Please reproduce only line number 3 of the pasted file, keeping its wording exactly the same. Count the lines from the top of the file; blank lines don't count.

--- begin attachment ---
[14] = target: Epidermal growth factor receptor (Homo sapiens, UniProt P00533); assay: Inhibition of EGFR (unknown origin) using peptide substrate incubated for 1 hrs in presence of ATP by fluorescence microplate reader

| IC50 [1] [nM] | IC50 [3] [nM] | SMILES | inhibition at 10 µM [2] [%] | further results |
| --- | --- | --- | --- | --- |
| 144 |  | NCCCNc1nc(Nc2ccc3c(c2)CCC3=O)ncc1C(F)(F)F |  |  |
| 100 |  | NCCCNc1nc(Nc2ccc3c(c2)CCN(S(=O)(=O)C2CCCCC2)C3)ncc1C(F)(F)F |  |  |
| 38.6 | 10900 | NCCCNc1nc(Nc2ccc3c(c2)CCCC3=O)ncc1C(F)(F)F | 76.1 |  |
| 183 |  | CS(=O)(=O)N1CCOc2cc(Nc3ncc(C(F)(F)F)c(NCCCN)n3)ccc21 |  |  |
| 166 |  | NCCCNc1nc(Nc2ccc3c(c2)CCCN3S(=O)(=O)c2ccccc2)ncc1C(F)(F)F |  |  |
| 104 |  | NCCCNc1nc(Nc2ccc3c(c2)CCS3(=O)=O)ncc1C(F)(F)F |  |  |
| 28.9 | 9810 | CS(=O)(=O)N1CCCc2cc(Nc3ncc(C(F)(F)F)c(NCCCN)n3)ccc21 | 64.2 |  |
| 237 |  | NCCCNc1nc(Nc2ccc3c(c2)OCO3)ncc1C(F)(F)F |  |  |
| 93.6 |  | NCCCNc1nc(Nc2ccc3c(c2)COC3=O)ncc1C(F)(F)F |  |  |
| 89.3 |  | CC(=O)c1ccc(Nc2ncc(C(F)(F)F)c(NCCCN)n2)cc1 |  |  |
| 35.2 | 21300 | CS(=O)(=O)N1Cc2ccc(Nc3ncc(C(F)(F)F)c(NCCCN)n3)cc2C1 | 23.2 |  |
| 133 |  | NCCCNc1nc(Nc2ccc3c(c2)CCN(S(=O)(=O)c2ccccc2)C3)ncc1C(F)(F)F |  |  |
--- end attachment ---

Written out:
| --- | --- | --- | --- | --- |